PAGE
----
SDI & Leadership



General Leadership Training with SDI

Leadership training with the SDI typically revolves around two main topics – leadership styles and conflict management.

Leadership Styles:

Facilitators like to start by using the SDI to help leaders understand their own style and preferences – then to recognise situations where borrowing another style would generate a better outcome. Training which provides opportunities for participants to practice borrowing other behaviours tends to be more memorable and have a more lasting impact. The seven Motivational Value Systems (from the SDI) can be presented as follows to illustrate leadership styles:

Blue (Altruistic-Nurturing) is a supportive style of leadership. Leaders who score highly in the Blue part of the triangle tend to have a great concern for the people they lead. They may be more willing to bend a rule or let go of a desired outcome in exchange for better morale or the benefit of an individual employee – trusting that creating a better working environment will ultimately lead to better results.

Red (Assertive-Directing) is a directive style of leadership. Leaders who score highly in the Red part of the triangle tend to be outcome oriented. They may try to find the quickest route to a desirable result and want to be the first to market with new products or ideas. They tend to be persuasive and to organise people and resources to get things accomplished. They may be willing to reduce research time or over-burden individuals in pursuit of results.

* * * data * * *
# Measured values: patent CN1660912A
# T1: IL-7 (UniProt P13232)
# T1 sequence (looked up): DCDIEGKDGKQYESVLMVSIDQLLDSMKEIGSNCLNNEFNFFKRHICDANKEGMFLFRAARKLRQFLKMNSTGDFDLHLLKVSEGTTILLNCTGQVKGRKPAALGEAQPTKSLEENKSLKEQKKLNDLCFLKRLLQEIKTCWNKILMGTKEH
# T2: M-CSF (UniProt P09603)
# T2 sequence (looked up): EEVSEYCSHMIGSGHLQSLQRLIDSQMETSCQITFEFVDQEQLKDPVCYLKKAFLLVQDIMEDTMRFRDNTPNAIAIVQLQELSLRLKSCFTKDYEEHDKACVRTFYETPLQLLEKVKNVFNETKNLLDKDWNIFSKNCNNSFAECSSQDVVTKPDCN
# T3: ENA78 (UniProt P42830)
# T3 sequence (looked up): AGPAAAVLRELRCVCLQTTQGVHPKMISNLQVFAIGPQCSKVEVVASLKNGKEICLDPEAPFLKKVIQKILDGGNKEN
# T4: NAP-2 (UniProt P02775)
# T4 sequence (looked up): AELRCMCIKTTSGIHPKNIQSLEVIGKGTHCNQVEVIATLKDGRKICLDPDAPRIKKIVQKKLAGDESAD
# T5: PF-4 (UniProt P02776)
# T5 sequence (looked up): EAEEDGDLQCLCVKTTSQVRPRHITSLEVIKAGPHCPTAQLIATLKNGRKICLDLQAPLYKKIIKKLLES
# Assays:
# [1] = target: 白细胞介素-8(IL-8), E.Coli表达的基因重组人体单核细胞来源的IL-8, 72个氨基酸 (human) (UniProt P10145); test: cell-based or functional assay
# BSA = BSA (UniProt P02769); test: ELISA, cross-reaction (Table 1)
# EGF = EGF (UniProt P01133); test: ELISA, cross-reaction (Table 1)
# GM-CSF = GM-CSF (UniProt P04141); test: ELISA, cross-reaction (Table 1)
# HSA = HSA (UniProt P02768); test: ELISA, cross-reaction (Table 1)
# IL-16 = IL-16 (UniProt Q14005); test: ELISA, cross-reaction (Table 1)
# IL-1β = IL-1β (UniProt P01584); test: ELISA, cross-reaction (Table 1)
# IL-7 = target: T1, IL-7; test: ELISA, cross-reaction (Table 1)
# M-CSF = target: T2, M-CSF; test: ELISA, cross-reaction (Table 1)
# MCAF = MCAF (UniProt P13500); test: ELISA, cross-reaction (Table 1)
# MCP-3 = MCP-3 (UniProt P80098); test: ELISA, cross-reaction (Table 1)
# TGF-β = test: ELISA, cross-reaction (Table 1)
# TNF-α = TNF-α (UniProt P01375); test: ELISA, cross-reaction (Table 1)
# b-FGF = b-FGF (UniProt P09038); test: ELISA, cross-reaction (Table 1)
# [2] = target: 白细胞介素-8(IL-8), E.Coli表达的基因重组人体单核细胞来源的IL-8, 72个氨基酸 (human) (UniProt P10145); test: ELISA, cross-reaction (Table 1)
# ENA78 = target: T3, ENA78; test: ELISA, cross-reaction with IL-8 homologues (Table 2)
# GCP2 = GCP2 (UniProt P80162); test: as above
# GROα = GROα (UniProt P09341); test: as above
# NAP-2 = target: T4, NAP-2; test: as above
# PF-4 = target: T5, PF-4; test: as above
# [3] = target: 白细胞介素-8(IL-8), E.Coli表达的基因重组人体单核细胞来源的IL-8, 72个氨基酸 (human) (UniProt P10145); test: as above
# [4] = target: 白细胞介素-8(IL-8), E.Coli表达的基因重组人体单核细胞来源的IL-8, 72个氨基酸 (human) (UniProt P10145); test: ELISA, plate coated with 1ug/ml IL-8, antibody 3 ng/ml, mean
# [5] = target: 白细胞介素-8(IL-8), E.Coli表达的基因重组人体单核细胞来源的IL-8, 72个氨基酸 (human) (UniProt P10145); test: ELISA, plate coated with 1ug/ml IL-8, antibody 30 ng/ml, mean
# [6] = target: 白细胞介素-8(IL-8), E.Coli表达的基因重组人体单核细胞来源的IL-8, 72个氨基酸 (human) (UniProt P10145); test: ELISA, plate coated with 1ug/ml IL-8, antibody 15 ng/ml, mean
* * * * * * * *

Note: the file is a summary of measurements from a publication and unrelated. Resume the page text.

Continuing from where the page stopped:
Green (Analytic-Autonomising) is a Procedural style of leadership. Leaders who score highly in the Green part of the triangle tend to be concerned about processes, fairness, and order. They may prioritise standards, accuracy, and thoroughness in their decision-making. They may be willing to defer an opportunity or restrict access to needed resources until certain of the appropriate action.

Hub (Flexible-Cohering) is a consensus-based style of leadership. Leaders who score centrally in the triangle tend to be concerned about incorporating input from multiple sources to produce a result acceptable to all parties. They tend to select strategies that allow future flexibility and preserve or generate future options. In an effort to balance their decision-making, they may make decisions that look inconsistent to observers.

Red-Blue (Assertive-Nurturing) is a coaching or mentoring leadership style. Leaders who score highly in the Red-Blue part of the triangle tend to focus their energy on developing others and ensuring that they succeed. They tend to be enthusiastic and like to build support for key ideas or initiatives. They may be willing to discount facts that do not support their objectives or overlook details that appear insignificant at the time.